A Guide to Developing your USP (unique selling proposition) & Positioning Your Business in the Marketplace.
Part 1 – Developing your USP
So you have your target audience, or at least know how to go about identifying it, but the problem is that your audience are likely to have many suppliers of their desired product or service to choose from, so the question now is…..how will you be different?
Step 1 – Ask Your Customers What They Want.
In our last article, we focused on identifying your target audience and asked you to begin the process of developing your USP (Unique Selling Proposition) by first considering what it is that your target audience needs or wants, or what problems are not being solved adequately? Market research helps you to uncover opportunities where problems or needs are not currently being unmet by existing offerings in the marketplace, giving you the starting point to develop your USP.
Perhaps they are looking to get the results they want faster, but the existing solutions offered by your competitors take too long? Or maybe they want a business with more expertise in a certain area and all the local suppliers only offer generic advice? For example, a web design company that purely specialises in building high quality websites for dentists will have the knowledge of the dental industry and required expertise to provide a superior service.
Step 2 – Develop Your Uniqueness
The development and maintenance of a strong USP is vital because the success of your product or service will be determined by your ability to persuade your potential customers to purchase from you, rather than your competitors. Without differentiating yourself and giving them a strong reason to buy from you, it will simply come down to who’s the cheapest, especially in situations where each suppliers product or service is comparable.
You must find a benefit or difference that:
- Your potential customers will appreciate
- Nobody else offers in the marketplace
- Can’t be easily copied
A good USP will give you a competitive advantage so it is worth investing the time to develop one.
Your USP doesn’t have to be something totally unique to your product or service. You could differentiate yourself by how the product or service is delivered, a unique pricing structure or payment plan, an impressive track record of results, a guaranteed service level that no one else offers or a claim that your product / service doesn’t have a particular negative i.e. NO booking fees, NO artificial additives, NO expensive call charges etc.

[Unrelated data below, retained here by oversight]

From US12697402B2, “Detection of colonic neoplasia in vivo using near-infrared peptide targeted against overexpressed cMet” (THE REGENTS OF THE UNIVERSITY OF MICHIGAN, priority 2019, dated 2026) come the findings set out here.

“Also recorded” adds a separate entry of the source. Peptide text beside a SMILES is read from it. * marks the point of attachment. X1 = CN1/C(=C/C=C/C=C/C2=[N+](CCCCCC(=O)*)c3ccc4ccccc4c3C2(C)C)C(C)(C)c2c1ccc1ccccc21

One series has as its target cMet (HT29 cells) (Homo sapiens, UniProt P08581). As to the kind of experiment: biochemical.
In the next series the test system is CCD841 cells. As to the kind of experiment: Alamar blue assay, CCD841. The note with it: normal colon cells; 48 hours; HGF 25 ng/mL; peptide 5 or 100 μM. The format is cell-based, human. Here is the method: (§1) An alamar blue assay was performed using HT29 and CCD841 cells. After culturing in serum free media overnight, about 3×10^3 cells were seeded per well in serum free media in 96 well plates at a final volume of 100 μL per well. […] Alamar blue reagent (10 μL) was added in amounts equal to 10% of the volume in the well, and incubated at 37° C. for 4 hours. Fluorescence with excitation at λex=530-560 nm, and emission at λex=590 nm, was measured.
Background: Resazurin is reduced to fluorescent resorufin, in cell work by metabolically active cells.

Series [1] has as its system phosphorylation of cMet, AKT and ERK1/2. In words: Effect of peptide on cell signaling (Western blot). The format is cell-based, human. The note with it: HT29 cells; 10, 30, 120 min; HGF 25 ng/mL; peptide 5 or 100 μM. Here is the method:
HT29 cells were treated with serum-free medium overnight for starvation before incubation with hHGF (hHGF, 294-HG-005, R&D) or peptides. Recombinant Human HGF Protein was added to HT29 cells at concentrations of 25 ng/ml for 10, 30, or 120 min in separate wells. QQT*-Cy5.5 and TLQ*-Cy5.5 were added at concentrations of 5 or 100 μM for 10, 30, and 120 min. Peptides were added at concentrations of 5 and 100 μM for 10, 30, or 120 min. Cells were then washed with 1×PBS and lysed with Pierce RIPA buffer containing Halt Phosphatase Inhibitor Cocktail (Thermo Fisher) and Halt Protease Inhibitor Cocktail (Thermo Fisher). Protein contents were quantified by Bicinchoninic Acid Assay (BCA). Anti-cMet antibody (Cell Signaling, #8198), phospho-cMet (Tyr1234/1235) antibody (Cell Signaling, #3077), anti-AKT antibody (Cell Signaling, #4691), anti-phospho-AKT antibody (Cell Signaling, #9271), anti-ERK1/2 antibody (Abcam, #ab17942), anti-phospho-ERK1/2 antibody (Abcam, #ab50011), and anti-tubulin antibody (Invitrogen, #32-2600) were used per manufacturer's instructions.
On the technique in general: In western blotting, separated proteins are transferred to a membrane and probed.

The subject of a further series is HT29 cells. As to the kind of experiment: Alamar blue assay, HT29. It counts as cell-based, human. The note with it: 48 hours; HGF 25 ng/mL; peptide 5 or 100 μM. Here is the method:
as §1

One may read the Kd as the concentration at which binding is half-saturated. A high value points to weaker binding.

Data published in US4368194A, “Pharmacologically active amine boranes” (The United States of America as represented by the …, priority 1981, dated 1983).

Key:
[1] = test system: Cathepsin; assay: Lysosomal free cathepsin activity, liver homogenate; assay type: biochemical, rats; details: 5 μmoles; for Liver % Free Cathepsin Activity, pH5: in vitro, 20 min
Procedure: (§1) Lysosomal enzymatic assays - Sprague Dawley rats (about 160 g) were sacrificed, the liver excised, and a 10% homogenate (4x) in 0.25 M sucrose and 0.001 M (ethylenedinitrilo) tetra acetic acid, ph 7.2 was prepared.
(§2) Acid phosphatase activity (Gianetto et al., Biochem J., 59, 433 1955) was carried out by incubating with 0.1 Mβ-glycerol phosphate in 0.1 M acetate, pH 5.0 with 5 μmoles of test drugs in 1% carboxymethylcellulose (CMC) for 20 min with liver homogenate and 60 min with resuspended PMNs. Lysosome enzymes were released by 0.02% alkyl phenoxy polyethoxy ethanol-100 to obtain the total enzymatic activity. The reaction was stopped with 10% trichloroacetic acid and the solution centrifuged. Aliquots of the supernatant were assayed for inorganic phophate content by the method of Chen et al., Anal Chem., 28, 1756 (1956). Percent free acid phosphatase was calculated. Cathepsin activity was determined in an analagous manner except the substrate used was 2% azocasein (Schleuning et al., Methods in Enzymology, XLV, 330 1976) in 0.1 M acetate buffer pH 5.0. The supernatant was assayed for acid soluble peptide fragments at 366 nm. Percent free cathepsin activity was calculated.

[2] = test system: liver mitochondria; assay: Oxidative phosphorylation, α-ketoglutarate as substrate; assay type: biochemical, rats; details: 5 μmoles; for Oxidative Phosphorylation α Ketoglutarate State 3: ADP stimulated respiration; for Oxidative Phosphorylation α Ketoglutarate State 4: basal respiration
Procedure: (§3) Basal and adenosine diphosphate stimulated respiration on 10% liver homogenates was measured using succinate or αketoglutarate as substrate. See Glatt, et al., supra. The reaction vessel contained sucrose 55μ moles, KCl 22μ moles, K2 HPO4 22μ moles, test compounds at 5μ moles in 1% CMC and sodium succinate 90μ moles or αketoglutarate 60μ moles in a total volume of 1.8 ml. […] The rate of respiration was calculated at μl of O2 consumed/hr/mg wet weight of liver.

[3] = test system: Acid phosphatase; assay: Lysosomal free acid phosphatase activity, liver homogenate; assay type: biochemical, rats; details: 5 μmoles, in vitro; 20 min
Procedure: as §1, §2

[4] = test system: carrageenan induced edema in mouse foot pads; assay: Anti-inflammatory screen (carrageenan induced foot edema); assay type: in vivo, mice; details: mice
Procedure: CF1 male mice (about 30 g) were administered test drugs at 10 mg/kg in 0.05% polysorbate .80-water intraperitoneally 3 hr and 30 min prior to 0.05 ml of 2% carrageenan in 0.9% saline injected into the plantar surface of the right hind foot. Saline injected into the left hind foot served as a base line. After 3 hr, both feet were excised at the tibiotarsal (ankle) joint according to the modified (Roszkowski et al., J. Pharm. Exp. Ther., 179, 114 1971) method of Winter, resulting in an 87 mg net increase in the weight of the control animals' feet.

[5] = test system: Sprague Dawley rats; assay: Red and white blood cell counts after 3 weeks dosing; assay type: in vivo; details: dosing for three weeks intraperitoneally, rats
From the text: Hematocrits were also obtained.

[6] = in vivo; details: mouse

This unique benefit then becomes associated with your organisation, allowing the customer in their minds to differentiate between you and other providers (your competitors) of similar products or services within the market place.
A strong USP needs to be;-
- Derived from a thorough understanding of your target market
- Based on your company’s strengths
- Tested and refined prior to advertising
- Well communicated to your target market
- Frequently evaluated for continued effectiveness
For a more detailed look at the importance and development of your USP, please read our earlier article https://www.trinity-accountants.co.uk/the-importance-of-a-usp/
Once you have identified this unique selling proposition, it should become the focus of all your marketing and advertising with a view to your company claiming a significant share of the target market and subsequently increasing sales and maximising profit.
Part 2 – Positioning Your Business
What is Market Positioning?
Having determined through your market research what your USP will be, it then needs to be well communicated to your target market in order to influence their perception of your product or service. This is called Market Positioning and its aim is to firmly establish, in the mind of the customer, your place within the market. For example, when you consider Rolls Royce, you probably think high-end luxury and exclusivity, and you’d certainly think ‘expensive’. In contrast, if you think of Daewoo your perception would be more of low-end, value for money cars.
Effective positioning ensures that marketing messages resonate with target customers and create the desired perception, encouraging them to take action by establishing a preference for your brand based on its position in the marketplace and its unique offering.